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Modern agriculture is associated with numerous environmental predicaments, such as land degradation, water pollution, and greenhouse gas emission. Socio-economically, it is characterized by a treadmill of technological change, increased mechanization, and economic consolidation, while depressing economic returns to farmers. A root cause is the dominance of annual plants cultivated in monocultures. Annual crops require the yearly clearing of vegetation resulting in soil erosion and other forms of ecosystem degradation. Monocultures are susceptible to agricultural pests and weeds. By contrast, perennial polycultures informed by natural ecosystems, promise more sustainable agroecosystems with the potential to also revitalize the economic foundation of farming and hence rural societies.
Adaptation to climate change impacts has eventually become widely accepted in science and climate policy as an inevitable social process in need of extensive funding and explicit action (Stern 2006; Pielke et al. 2007). From a geopolitical perspective the promotion of adaptation is a step forward to overcome political tensions between a focus on mitigation in richer countries versus a focus on adaptation in poorer countries.
From a sustainability point of view it is of great concern to ensure that adaptation reaches and involves vulnerable people in places exposed to climate change impacts and responses. The acceptance and promotion of adaptation in science and policy circles alike may represent a promise for such vulnerable communities where adaptation is to be translated into short-term practices and longer-term livelihood strategies. For adaptation to be successful, the local level must be bridged in an effective way with the global level where funds and mechanisms are available. The bridging between the local and the global creates challenges for science and policy. A first challenge is to organize participatory learning processes where local experiences and priorities in vulnerable communities can be used as a knowledge basis for adaptation. A second challenge is to mobilize sufficient global funds for adaptation and make them available for local adaptation needs. Even though the global policy framework is adjusting to generate funds for adaptation, this is at much lower levels than for mitigation (Müller 2006, 2007; Möhner and Klein 2007). The low funding for adaptation is unfortunate for several reasons. First, adaptation is a legal obligation of the rich countries towards poorer countries to be paid as a compensation for historical inequalities in emissions. Second, adaptation is a moral obligation of the world’s less vulnerable people towards the more vulnerable people across the world who are increasingly exposed to natural hazards, climate variability and climate change now and in the future (Paavola and Adger 2006). Among those who are vulnerable to climate change impacts and climate change responses certain people are even more vulnerable and also difficult to reach with policies and measures. This group we call the poorest of the poor.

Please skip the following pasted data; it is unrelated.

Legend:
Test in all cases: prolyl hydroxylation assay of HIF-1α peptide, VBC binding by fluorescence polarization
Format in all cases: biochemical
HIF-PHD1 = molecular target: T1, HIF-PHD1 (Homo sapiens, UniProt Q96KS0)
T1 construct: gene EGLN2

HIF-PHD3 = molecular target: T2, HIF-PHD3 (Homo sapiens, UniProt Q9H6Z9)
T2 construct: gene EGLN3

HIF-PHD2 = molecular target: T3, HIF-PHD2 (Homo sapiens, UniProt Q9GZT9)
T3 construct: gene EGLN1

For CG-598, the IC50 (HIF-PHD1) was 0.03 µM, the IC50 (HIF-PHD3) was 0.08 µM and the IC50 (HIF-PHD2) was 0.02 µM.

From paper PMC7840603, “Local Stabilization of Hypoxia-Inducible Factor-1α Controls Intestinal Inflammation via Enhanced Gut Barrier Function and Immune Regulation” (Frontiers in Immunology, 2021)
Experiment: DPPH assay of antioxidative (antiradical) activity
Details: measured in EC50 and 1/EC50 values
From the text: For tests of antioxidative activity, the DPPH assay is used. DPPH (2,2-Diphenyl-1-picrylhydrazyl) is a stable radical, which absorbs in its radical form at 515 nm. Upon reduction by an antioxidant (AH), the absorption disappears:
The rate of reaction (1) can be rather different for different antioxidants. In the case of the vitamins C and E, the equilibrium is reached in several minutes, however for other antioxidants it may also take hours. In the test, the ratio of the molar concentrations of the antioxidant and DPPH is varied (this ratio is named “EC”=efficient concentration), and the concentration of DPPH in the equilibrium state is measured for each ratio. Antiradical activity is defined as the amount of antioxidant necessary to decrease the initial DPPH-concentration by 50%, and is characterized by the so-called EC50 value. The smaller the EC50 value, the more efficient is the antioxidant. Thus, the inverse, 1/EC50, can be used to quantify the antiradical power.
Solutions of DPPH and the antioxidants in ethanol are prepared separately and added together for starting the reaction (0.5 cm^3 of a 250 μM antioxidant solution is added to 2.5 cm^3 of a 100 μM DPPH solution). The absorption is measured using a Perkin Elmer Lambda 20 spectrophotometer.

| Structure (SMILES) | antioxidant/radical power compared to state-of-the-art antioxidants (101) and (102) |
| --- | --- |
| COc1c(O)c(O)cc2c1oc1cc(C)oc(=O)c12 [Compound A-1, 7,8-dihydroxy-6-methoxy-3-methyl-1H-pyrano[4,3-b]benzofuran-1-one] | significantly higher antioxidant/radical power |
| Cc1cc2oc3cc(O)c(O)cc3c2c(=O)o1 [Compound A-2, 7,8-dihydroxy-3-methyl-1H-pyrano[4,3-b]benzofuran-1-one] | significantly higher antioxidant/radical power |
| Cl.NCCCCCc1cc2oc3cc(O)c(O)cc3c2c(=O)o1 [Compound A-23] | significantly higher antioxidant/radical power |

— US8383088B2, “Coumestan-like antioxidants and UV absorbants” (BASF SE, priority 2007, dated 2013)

The aim of this study was to examine health-related quality of life (HRQoL), individual QoL, anxiety and depression in patients with amyotrophic lateral sclerosis (ALS) and their next of kin in relation to patients' physical function over time.
35 patients and their next of kin were studied using the Short Form-36 Health Survey (SF-36), Schedule for Evaluation of Individual Quality of Life-Direct Weighting (SEIQoL-DW), and Hospital Anxiety and Depression Scale (HADS) and patients also by the Amyotrophic Lateral Sclerosis Functional Rating Scale-Revised and the Norris scale every fourth to sixth month, one to four times.
Changes were found over time in both patients and their next of kin in the SF-36 but not in the SEIQoL-DW or HADS. Patients rated worse than their next of kin in the SF-36 physical subscales and next of kin rated worse than the patients in the global QoL score in SEIQoL-DW. Health, hobbies, and total relations were important areas in the SEIQoL-DW among all participants, but some important areas also differed between the patients and their next of kin. In most important areas among the pairs, the next of kin estimated their functioning/satisfaction worse than patients estimated their functioning/satisfaction.
Significance of results:
There were few changes over time in the QoL among the participants. Although most of the estimates in patients and their next of kin were equal, there were also some differences. These results emphasize the importance of support for both patients and their next of kin and that support ought to be given on both individual bases and together in pairs. The SEIQoL-DW might give signposts in the care through the course of the disease about what should be focused on to increase satisfaction of the important areas of life and might help the person to find coping strategies to handle his or her life situation.
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